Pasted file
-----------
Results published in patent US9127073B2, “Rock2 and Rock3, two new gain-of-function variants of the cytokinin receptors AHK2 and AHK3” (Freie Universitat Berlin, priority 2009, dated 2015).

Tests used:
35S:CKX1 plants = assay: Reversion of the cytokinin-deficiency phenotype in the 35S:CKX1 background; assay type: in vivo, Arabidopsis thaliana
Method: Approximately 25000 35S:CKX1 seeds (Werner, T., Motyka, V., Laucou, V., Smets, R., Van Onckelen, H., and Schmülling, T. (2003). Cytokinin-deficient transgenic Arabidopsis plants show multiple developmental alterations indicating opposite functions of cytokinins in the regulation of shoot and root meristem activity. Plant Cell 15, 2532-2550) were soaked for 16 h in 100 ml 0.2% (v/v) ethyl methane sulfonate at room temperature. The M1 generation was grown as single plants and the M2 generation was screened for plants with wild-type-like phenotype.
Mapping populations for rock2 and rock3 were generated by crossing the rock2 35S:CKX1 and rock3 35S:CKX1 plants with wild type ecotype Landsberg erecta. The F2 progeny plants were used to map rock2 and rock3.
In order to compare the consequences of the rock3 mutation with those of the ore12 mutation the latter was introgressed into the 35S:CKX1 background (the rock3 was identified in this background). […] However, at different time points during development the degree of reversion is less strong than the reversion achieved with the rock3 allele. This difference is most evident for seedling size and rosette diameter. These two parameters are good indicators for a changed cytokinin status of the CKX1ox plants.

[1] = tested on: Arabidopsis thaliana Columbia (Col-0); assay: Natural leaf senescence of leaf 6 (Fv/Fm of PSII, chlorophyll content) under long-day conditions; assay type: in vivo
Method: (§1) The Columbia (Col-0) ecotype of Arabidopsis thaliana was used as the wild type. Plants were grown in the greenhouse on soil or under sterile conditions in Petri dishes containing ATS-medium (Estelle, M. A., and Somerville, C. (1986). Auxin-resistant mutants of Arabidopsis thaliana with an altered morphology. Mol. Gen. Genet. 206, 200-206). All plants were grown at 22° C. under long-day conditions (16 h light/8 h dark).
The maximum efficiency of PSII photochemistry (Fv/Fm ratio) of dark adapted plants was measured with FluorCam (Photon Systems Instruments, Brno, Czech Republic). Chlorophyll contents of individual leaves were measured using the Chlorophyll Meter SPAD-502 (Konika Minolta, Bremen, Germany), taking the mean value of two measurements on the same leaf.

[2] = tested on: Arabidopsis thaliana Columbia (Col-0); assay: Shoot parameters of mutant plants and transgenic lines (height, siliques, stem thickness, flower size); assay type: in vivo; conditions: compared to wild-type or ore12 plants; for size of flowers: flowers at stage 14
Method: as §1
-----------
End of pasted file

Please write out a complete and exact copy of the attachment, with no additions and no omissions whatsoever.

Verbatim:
Results published in patent US9127073B2, “Rock2 and Rock3, two new gain-of-function variants of the cytokinin receptors AHK2 and AHK3” (Freie Universitat Berlin, priority 2009, dated 2015).

Tests used:
35S:CKX1 plants = assay: Reversion of the cytokinin-deficiency phenotype in the 35S:CKX1 background; assay type: in vivo, Arabidopsis thaliana
Method: Approximately 25000 35S:CKX1 seeds (Werner, T., Motyka, V., Laucou, V., Smets, R., Van Onckelen, H., and Schmülling, T. (2003). Cytokinin-deficient transgenic Arabidopsis plants show multiple developmental alterations indicating opposite functions of cytokinins in the regulation of shoot and root meristem activity. Plant Cell 15, 2532-2550) were soaked for 16 h in 100 ml 0.2% (v/v) ethyl methane sulfonate at room temperature. The M1 generation was grown as single plants and the M2 generation was screened for plants with wild-type-like phenotype.
Mapping populations for rock2 and rock3 were generated by crossing the rock2 35S:CKX1 and rock3 35S:CKX1 plants with wild type ecotype Landsberg erecta. The F2 progeny plants were used to map rock2 and rock3.
In order to compare the consequences of the rock3 mutation with those of the ore12 mutation the latter was introgressed into the 35S:CKX1 background (the rock3 was identified in this background). […] However, at different time points during development the degree of reversion is less strong than the reversion achieved with the rock3 allele. This difference is most evident for seedling size and rosette diameter. These two parameters are good indicators for a changed cytokinin status of the CKX1ox plants.

[1] = tested on: Arabidopsis thaliana Columbia (Col-0); assay: Natural leaf senescence of leaf 6 (Fv/Fm of PSII, chlorophyll content) under long-day conditions; assay type: in vivo
Method: (§1) The Columbia (Col-0) ecotype of Arabidopsis thaliana was used as the wild type. Plants were grown in the greenhouse on soil or under sterile conditions in Petri dishes containing ATS-medium (Estelle, M. A., and Somerville, C. (1986). Auxin-resistant mutants of Arabidopsis thaliana with an altered morphology. Mol. Gen. Genet. 206, 200-206). All plants were grown at 22° C. under long-day conditions (16 h light/8 h dark).
The maximum efficiency of PSII photochemistry (Fv/Fm ratio) of dark adapted plants was measured with FluorCam (Photon Systems Instruments, Brno, Czech Republic). Chlorophyll contents of individual leaves were measured using the Chlorophyll Meter SPAD-502 (Konika Minolta, Bremen, Germany), taking the mean value of two measurements on the same leaf.

[2] = tested on: Arabidopsis thaliana Columbia (Col-0); assay: Shoot parameters of mutant plants and transgenic lines (height, siliques, stem thickness, flower size); assay type: in vivo; conditions: compared to wild-type or ore12 plants; for size of flowers: flowers at stage 14
Method: as §1